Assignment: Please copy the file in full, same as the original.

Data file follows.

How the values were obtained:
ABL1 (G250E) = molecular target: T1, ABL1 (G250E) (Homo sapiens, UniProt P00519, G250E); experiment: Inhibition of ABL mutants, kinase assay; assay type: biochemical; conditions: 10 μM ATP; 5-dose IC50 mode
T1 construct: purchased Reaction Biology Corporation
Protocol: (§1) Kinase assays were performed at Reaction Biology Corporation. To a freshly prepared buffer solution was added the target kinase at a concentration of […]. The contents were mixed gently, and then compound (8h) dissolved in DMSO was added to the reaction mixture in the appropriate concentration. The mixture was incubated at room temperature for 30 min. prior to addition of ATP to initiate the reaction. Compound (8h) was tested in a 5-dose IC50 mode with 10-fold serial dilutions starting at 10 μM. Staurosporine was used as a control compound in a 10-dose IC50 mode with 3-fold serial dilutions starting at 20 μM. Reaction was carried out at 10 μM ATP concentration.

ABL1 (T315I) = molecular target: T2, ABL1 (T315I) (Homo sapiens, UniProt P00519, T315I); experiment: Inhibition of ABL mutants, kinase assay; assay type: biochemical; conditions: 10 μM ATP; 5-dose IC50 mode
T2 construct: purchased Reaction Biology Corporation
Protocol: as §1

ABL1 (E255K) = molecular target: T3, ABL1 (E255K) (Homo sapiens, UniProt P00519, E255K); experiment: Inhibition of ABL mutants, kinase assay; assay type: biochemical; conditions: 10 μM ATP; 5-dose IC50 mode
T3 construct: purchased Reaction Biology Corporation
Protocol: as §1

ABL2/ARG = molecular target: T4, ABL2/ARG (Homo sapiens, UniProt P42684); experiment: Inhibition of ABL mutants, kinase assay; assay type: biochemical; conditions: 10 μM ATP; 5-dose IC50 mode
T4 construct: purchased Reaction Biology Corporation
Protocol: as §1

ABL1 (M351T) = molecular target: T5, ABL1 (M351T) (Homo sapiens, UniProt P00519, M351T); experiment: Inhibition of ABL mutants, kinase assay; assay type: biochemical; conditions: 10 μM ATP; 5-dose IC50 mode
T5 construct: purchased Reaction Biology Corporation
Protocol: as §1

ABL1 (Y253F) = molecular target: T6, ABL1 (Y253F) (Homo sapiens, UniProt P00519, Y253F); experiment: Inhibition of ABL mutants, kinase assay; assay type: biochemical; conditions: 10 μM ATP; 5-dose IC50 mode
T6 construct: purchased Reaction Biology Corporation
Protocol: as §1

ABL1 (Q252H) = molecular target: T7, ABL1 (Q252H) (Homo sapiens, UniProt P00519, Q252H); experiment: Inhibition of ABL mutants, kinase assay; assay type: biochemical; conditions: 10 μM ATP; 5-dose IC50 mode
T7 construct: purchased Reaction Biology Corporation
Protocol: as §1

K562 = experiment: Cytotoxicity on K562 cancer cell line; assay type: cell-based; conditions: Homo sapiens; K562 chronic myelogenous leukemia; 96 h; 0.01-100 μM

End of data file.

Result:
How the values were obtained:
ABL1 (G250E) = molecular target: T1, ABL1 (G250E) (Homo sapiens, UniProt P00519, G250E); experiment: Inhibition of ABL mutants, kinase assay; assay type: biochemical; conditions: 10 μM ATP; 5-dose IC50 mode
T1 construct: purchased Reaction Biology Corporation
Protocol: (§1) Kinase assays were performed at Reaction Biology Corporation. To a freshly prepared buffer solution was added the target kinase at a concentration of […]. The contents were mixed gently, and then compound (8h) dissolved in DMSO was added to the reaction mixture in the appropriate concentration. The mixture was incubated at room temperature for 30 min. prior to addition of ATP to initiate the reaction. Compound (8h) was tested in a 5-dose IC50 mode with 10-fold serial dilutions starting at 10 μM. Staurosporine was used as a control compound in a 10-dose IC50 mode with 3-fold serial dilutions starting at 20 μM. Reaction was carried out at 10 μM ATP concentration.

ABL1 (T315I) = molecular target: T2, ABL1 (T315I) (Homo sapiens, UniProt P00519, T315I); experiment: Inhibition of ABL mutants, kinase assay; assay type: biochemical; conditions: 10 μM ATP; 5-dose IC50 mode
T2 construct: purchased Reaction Biology Corporation
Protocol: as §1

ABL1 (E255K) = molecular target: T3, ABL1 (E255K) (Homo sapiens, UniProt P00519, E255K); experiment: Inhibition of ABL mutants, kinase assay; assay type: biochemical; conditions: 10 μM ATP; 5-dose IC50 mode
T3 construct: purchased Reaction Biology Corporation
Protocol: as §1

ABL2/ARG = molecular target: T4, ABL2/ARG (Homo sapiens, UniProt P42684); experiment: Inhibition of ABL mutants, kinase assay; assay type: biochemical; conditions: 10 μM ATP; 5-dose IC50 mode
T4 construct: purchased Reaction Biology Corporation
Protocol: as §1

ABL1 (M351T) = molecular target: T5, ABL1 (M351T) (Homo sapiens, UniProt P00519, M351T); experiment: Inhibition of ABL mutants, kinase assay; assay type: biochemical; conditions: 10 μM ATP; 5-dose IC50 mode
T5 construct: purchased Reaction Biology Corporation
Protocol: as §1

ABL1 (Y253F) = molecular target: T6, ABL1 (Y253F) (Homo sapiens, UniProt P00519, Y253F); experiment: Inhibition of ABL mutants, kinase assay; assay type: biochemical; conditions: 10 μM ATP; 5-dose IC50 mode
T6 construct: purchased Reaction Biology Corporation
Protocol: as §1

ABL1 (Q252H) = molecular target: T7, ABL1 (Q252H) (Homo sapiens, UniProt P00519, Q252H); experiment: Inhibition of ABL mutants, kinase assay; assay type: biochemical; conditions: 10 μM ATP; 5-dose IC50 mode
T7 construct: purchased Reaction Biology Corporation
Protocol: as §1

K562 = experiment: Cytotoxicity on K562 cancer cell line; assay type: cell-based; conditions: Homo sapiens; K562 chronic myelogenous leukemia; 96 h; 0.01-100 μM